When it comes to Dallas Mavericks big man Kristaps Porzingis, a lot of the talk over the summer revolved around the lack of production he had in the playoffs against the Los Angeles Clippers in June. In a series where the Mavs had a 2-0 lead and ultimately ended up playing in a decisive Game 7, one has to wonder if the Clippers would've even made it that far had Porzingis averaged more than 13 points and five rebounds per game while shooting under 30 percent from deep.
Porzingis had his struggles during the regular season as well, particularly on defense, but he was much better than what we saw against the Clippers, as he averaged 20.1 points, 8.9 rebounds and 1.3 blocks per game while shooting a career-high 47.6 percent from the field and 37.6 percent from deep (his effective field goal percentage of 54.7 was also a career-high by far).
And in the 'bubble' playoffs the season before last, Porzingis made 9-of-17 threes in just a little over two games before having to sit out with a meniscus injury.
Through the entire seven-game series this past postseason, Porzingis shot 8-of-27 from deep.
So what exactly happened?
It's easy to get caught up in all of the negative narratives that follow such a disappointing performance from a guy who still has three years of max money left on his current contract, but the fact is that Porzingis' postseason struggles with the Mavs weren't all his fault.
Should he have been more aggressive? Absolutely. But former head coach Rick Carlisle shares some blame for that as well, as he pretty much told Porzingis to stand in the corner and look pretty as a decoy for spacing reasons.
Porzingis is not a perfect basketball player by any means, but if you're Carlisle, you can't go a full seven-game series without trying to utilize your $30 million man more than he did.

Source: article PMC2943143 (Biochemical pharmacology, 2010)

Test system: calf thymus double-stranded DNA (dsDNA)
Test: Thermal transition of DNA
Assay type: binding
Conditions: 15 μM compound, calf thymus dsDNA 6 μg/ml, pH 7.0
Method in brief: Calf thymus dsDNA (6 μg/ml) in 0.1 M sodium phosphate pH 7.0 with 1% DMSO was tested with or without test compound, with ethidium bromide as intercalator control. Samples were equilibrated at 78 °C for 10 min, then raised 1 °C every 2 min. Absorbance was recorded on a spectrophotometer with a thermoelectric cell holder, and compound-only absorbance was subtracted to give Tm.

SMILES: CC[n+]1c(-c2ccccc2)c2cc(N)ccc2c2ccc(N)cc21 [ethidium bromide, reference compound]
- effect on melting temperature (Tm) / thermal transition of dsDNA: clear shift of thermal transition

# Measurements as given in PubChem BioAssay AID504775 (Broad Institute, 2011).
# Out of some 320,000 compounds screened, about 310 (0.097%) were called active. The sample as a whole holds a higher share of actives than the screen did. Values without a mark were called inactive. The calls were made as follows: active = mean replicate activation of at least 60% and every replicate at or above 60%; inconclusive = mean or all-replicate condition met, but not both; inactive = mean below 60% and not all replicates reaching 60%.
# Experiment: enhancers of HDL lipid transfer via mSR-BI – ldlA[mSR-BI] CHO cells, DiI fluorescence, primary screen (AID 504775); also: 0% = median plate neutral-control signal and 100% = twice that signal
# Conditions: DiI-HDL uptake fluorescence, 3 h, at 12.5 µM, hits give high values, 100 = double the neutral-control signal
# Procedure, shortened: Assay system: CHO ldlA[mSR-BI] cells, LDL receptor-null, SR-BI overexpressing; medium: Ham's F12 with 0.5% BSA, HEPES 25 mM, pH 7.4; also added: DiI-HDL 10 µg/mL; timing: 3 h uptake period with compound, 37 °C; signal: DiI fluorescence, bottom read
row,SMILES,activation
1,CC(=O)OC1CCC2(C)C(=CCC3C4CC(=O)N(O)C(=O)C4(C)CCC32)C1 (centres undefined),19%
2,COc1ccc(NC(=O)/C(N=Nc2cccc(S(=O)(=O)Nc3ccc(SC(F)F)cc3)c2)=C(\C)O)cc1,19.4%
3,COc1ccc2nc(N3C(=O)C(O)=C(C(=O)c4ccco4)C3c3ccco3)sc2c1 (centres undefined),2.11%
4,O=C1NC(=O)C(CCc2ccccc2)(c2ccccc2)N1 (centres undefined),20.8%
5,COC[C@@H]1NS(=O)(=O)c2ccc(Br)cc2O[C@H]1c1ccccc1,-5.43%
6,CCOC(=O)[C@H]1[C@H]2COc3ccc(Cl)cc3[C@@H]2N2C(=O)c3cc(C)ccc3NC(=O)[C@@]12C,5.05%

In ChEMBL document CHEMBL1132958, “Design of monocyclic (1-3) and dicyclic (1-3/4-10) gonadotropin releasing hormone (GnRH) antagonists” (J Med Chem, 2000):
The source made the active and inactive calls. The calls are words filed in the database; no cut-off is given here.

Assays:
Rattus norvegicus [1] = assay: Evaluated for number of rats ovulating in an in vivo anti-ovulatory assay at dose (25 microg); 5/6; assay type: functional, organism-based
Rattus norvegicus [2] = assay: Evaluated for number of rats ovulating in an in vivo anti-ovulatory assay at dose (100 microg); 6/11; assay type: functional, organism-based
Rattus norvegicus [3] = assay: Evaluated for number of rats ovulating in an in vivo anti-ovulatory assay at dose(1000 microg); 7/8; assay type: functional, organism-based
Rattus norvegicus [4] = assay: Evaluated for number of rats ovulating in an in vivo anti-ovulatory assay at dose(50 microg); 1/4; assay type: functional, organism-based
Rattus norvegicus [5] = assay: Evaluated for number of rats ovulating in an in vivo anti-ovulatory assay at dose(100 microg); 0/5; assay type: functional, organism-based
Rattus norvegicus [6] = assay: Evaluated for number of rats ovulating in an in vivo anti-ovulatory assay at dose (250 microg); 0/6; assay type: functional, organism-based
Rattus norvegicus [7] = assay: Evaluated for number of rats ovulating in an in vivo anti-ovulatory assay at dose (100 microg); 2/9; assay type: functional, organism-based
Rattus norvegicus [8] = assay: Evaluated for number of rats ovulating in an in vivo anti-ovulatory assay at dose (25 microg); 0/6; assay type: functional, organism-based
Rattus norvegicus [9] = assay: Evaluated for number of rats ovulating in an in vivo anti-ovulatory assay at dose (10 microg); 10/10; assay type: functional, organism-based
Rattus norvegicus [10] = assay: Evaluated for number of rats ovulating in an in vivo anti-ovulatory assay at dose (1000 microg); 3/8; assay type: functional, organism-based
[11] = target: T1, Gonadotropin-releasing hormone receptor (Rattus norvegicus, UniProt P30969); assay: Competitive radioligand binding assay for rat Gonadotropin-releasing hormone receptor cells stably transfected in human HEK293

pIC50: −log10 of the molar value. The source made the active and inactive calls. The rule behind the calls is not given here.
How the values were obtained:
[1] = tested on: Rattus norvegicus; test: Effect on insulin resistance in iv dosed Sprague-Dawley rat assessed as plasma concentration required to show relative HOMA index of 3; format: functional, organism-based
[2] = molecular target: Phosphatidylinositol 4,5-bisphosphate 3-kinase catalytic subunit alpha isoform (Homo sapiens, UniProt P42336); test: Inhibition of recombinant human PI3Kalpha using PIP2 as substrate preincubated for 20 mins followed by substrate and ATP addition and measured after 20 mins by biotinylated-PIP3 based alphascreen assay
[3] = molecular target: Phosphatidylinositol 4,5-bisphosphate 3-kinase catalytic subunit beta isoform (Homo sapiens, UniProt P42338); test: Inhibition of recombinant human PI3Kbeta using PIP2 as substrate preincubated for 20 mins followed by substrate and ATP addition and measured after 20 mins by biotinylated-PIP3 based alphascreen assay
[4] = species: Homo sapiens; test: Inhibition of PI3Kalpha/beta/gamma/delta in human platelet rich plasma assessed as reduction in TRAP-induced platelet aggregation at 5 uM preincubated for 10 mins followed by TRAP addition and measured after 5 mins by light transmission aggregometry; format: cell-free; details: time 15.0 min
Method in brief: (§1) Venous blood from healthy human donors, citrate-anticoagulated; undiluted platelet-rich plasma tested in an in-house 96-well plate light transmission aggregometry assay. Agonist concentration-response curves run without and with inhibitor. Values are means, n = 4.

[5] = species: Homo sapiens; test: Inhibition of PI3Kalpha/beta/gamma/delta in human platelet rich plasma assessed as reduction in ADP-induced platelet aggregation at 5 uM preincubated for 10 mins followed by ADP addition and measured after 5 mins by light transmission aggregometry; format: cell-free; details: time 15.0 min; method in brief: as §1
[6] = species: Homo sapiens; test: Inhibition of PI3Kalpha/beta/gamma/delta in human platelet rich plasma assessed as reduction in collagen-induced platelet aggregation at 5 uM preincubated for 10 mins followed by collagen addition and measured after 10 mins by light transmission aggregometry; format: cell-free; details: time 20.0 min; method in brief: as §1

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Another fact that many have mocked throughout this offseason when using it as a sign of optimism for Porzingis is that he just went through his first fully healthy offseason in his career. On one hand, that tells you just how injury-prone Porzingis has been in his young career, but on the other, there's something to be said about him finally not having to play catch-up all the time.
Every offseason, Porzingis has had to rehab something instead of being able to fully focus on his body and game the entire time.
All of this is not said to exonerate Porzingis for the many times he's taken bad fadeaway jumpers against smaller players in the post or let his defender drive past him for an easy layup, but rather to show that it isn't as bad as what many people have made it out to be when you look at all the contributing factors. And as heated as Mavs fans were at ex-GM Donnie Nelson at exit interviews last season when he essentially said Luka Doncic needed to share the ball more, there is a slight bit of significance to that, at least when it comes to Porzingis specifically.
Overall, Doncic's passing is incredible in both quality and quantity. He was top-five in assists last season and is the farthest thing from a selfish player, as some try to insinuate. That said, even Doncic himself has admitted that he needs to do a better job of trying to get Porzingis involved, which, again, was already going to be a tough ask in the postseason given how Carlisle chose to use KP.
Porzingis, when completely healthy, can be a really nice wingman for Doncic, but even with KP coming into this season with no injury issues, nothing is guaranteed given his history.
Whether Dallas eventually decides to trade Porzingis or not, now probably isn't the right time.
Patience, at least for the first month or so of this season, could pay off for the Mavs in one way or another. If Porzingis looks like the guy we saw before his meniscus injury, the sky is the limit for this Mavs' team with that version of KP and Doncic leading the way. And on the other hand, even if Dallas decides to eventually move on, Porzingis playing well enough to make people forget about last year's postseason will only help his trade value.
So patience - yes, more patience - is a Mavs virtue when it comes to Kristaps Porzingis.
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